Legendary Crooner and Civil Rights Activist Harry Belafonte Dies at 96

Harry Belafonte is best known for crooning songs like Day-O (The Banana Boat Song), Jump In the Line, I Heard the Bells on Christmas Day, Jamaica Farewell, and so many more.

Sadly, new reports have revealed that at 96 years old, the barrier-breaking performer has passed away. According to The New York Times, Belafonte died in his home on the Upper West Side on Tuesday morning, April 25.

According to his longtime spokesperson Ken Sunshine, Belafonte died of congestive heart failure. 

As The Times reports, Belafonte, who was born and raised in the Bronx, became a household name in the 1950s when segregation still plagued the United States. His rise to fame in show business and the music industry during that time was and still is considered historic.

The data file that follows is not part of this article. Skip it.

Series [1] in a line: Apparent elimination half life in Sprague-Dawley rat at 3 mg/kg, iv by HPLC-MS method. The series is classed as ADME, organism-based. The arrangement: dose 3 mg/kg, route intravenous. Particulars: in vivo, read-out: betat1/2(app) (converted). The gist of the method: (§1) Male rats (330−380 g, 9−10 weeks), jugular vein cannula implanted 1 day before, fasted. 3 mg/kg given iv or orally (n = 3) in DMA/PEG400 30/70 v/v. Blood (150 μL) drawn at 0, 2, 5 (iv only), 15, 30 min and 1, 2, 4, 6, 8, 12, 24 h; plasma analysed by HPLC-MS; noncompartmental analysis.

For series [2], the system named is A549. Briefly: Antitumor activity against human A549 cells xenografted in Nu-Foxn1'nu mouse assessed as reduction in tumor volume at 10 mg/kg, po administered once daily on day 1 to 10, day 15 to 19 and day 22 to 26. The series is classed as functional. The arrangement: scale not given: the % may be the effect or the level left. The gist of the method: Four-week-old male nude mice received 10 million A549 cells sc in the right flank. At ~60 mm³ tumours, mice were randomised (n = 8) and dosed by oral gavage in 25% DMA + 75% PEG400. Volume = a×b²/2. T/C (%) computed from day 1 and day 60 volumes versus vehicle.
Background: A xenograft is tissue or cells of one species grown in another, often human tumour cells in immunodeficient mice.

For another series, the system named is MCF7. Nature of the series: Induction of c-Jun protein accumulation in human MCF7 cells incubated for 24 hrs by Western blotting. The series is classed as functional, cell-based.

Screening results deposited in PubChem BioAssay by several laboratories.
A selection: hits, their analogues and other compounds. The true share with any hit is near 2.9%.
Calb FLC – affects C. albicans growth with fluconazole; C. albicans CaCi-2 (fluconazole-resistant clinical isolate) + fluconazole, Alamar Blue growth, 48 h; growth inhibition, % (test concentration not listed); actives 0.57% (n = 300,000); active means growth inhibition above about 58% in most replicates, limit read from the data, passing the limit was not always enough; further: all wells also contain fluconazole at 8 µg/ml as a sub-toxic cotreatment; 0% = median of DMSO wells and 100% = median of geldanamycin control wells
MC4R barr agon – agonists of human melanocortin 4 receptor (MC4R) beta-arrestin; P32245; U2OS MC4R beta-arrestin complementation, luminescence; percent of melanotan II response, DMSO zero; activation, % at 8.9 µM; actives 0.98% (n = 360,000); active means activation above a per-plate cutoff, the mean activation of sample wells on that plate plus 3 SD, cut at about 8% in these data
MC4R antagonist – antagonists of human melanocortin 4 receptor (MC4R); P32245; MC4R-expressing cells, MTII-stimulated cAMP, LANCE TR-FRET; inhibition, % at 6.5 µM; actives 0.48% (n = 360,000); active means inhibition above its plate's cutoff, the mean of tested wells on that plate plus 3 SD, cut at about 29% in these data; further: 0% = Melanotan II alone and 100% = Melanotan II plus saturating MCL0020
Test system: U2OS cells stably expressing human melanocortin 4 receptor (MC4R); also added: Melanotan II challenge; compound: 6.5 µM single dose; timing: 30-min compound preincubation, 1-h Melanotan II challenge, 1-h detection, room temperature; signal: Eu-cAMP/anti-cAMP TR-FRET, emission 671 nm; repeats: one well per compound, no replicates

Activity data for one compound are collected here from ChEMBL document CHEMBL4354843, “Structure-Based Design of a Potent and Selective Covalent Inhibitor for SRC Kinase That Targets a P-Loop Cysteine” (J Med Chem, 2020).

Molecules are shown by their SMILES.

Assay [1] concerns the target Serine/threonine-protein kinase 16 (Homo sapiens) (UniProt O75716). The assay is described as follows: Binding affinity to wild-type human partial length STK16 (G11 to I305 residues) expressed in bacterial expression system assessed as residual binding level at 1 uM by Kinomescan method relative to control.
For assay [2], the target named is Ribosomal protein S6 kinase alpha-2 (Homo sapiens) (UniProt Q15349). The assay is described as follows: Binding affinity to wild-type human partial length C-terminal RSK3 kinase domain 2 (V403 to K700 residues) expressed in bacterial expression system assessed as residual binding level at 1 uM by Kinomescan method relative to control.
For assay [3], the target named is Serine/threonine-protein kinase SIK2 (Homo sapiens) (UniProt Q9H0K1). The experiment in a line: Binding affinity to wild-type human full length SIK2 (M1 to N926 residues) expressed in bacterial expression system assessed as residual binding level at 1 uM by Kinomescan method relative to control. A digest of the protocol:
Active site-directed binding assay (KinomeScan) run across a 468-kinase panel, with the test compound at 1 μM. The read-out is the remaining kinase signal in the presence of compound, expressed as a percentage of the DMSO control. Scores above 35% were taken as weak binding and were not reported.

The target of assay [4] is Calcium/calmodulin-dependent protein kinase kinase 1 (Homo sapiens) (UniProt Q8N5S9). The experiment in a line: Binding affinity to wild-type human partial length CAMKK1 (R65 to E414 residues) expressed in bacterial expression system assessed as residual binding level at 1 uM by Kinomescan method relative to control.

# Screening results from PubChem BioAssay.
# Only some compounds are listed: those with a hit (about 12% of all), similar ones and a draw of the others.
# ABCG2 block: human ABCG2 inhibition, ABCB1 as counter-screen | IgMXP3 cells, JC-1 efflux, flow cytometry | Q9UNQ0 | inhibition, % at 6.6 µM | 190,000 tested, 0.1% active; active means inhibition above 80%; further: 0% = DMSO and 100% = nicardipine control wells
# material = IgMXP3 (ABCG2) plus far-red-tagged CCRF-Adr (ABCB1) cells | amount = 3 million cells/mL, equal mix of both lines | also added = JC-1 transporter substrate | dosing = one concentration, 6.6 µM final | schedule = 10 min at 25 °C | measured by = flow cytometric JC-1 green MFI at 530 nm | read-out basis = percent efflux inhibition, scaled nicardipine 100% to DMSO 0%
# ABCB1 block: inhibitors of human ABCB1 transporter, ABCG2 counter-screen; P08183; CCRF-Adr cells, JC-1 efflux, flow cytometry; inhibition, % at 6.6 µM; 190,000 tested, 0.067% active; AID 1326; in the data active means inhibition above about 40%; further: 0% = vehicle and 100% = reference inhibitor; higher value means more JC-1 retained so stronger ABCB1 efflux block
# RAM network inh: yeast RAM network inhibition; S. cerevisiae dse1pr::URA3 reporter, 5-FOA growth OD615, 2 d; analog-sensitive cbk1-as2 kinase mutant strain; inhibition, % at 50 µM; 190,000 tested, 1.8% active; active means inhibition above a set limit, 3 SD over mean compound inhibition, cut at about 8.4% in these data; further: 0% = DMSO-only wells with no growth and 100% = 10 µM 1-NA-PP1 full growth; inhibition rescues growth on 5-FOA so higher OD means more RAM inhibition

His name will forever be intertwined with his legendary counterparts such as Louis Armstrong and Ella Fitzgerald, who also battled racism and segregation as they climbed their way to the top.

According to The New York Times, Belafonte’s Calypso is believed to be the first album by a single artist to ever sell more than one million copies. And by 1959, he was one of the most sought-after and highest paid Black performer.

He would later go on to become one of the most recognizable faces on the movie screen as well. Which contributed to his friendship with Sidney Poitier who passed away just last year.

Belafonte was also a driving force in the civil rights movement. Belafonte was a friend and staunch supporter of Rev. Dr. Martin Luther King Jr. 

The Times reports that Belafonte funded “much of the seed money to help start the Student Nonviolent Coordinating Committee and was one of the principal fund-raisers for that organization and Dr. King’s Southern Christian Leadership Conference.”

He also used his money to bail Dr. King and other activists out of jail during that time.